Law and Justice

Consequence of Kolar Gold Fields on human rights

There was a time when Kolar Gold Fields (KGF) were one of the most prosperous places in India. It was the first Indian city that got electrified under British rule in 1902. They built lakes as well to make sure of constant water supply here at all times. KGF was world’s second deepest gold mine at a depth of 3000 meters. The abundance of gold was no less than a boon in the lives of residents. In the old times, the city was like a heaven to live in with flow of money through gold from the mines.

What happened later?

The mines remained operational for 121 years due to stretch because the gold slowly got exhausted and it turned into a deal of big loss in operational costs and low revenue rather than profit. On 28th February 2001, mines were closed by Bharat Gold Mine Limited (BGML). The government owned company which was responsible for the complete operation of Kolar mines at that time. This closure was unsystematic and done abruptly without any guidelines issued by the government being followed. What follows after is the fall of this this place of Karnataka into depths of despair. 

Suffering of residents in KGF

There are around 400 colonies in the area where almost more than 2,60,000 people reside in squeezed shanties. They struggle hard for day to day basic necessities. There are public toilets and not enough in number for this large size of population. In one of the colonies of KGF, there are five toilets shared by almost 2,500 people daily. Hygiene is a big concern that arises here. Lot of people even defecate in open and it includes not only men but women as well. Due to lack of hygiene, they live in the high risk of communicable diseases. Recently some effort has been made to provide residents of KGF clean and functional hospitals. However, the bigger for years has been that there were no health care facilities, forcing them to travel all the way to Bangalore for treatment, which is at a distance of 100 kms.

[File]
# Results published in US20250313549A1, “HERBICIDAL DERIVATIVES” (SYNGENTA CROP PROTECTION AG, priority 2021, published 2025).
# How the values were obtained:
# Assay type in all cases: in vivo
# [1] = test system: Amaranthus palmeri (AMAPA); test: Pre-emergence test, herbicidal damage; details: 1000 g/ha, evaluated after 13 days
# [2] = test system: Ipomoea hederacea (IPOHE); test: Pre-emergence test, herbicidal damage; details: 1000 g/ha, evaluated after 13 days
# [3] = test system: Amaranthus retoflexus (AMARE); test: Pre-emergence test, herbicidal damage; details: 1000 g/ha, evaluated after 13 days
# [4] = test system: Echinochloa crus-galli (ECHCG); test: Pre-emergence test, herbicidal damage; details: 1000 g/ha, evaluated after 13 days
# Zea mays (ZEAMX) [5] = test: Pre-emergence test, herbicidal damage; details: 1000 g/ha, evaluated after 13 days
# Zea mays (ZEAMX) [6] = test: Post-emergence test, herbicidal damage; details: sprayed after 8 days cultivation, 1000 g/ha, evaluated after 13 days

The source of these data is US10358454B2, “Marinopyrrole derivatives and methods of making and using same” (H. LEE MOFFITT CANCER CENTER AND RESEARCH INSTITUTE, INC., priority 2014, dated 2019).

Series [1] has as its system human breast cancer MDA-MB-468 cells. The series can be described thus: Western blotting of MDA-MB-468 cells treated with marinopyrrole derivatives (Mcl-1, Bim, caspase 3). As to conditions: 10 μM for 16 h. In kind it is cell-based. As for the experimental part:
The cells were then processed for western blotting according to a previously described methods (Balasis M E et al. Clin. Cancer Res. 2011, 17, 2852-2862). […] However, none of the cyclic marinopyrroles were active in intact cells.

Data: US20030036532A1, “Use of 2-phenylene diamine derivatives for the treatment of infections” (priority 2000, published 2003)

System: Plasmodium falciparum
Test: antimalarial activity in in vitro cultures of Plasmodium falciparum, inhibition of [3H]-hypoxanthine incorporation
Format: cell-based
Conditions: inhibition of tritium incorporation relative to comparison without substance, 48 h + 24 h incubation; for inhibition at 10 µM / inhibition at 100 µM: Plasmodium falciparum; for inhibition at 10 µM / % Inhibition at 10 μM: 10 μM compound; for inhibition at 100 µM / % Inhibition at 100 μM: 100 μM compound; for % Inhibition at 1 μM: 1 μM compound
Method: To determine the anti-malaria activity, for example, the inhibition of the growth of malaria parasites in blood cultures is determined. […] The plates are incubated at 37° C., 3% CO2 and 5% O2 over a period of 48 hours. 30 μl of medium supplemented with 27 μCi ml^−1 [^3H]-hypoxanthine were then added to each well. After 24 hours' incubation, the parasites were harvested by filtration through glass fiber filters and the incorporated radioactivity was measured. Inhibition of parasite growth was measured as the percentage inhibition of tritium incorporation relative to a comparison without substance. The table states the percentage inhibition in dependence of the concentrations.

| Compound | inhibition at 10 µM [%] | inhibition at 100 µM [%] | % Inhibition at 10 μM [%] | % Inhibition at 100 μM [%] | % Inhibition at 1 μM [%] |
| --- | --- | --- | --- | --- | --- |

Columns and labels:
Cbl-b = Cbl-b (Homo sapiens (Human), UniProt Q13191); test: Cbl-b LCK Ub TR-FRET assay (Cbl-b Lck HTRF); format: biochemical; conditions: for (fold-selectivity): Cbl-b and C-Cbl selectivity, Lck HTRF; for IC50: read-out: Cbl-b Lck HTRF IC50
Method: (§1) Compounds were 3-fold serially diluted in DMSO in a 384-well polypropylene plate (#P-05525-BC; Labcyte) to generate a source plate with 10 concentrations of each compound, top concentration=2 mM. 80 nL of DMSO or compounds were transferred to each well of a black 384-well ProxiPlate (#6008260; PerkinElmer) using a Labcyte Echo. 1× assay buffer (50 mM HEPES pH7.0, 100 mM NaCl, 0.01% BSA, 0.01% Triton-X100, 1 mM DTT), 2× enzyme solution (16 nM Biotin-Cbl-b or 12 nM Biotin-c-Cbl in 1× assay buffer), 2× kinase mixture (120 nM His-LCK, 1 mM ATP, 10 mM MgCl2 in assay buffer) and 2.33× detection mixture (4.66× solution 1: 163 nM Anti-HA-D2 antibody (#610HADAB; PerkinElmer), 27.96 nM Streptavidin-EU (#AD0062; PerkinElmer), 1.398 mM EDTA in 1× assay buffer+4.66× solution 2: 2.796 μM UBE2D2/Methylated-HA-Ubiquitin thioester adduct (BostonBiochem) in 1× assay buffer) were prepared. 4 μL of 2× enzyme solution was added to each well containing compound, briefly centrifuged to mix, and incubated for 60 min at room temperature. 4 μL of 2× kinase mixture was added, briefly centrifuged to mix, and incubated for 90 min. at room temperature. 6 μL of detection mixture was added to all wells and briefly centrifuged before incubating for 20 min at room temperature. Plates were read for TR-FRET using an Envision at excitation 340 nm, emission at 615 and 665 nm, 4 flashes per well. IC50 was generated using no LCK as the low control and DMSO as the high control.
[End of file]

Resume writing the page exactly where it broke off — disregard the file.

Health at Severely High Risk 

Looking back over the fact that closure of mines was unsystematic, guidelines were not followed by the company. The dumps of cyanide waste that accumulated there because of years of mining was just left there just the same without any treatment. Many more chemicals got mixed in those dumps which are used for extraction of golds. These large dumps are believed to occupy roughly 15% of total land of KGF. Chemicals from dumps also get mixed with the ground water, making even safe drinking water unavailable to them and also makes the land infertile. Former employees who worked in mines developed silicosis and liver problems. Particulate matter from dumps mixed in air cause skin allergies and respiratory problems to the inhabitants. Lung cancer has also been diagnosed in lot of residents. Saplings are being planted on cyanide hills with the aim to purify air. 

Unemployment

There have been no industries around since the closure of the mines. They don’t seem to find any employment opportunities within the boundaries of KGF and so they have to travel far off in search of work. The pension of former employees of mines is very low to support them. They took unskilled jobs in cities like riding a rikshaw, watchman etc. but the pandemic threw them back in their homes to suffer in poverty.

Ending Note

State government with assistance from the central should take action to those large dumps of waste KGF that have taken the form of hills of cyanide. Trees should be planted at a faster rate to treat the air which had been contaminated with toxins for years. Infrastructure is good there to lure back industries and creating employment. Rainwater harvesting techniques should be implemented because this place tends to receive good amount of rainfall and collected water can be used for various important purposes instead of ground water contaminated from chemicals.  

References:

Timesofindia.indiatimes.com

India.mongabay.com

Wikipedia

Submitted By Suryaansh Nanda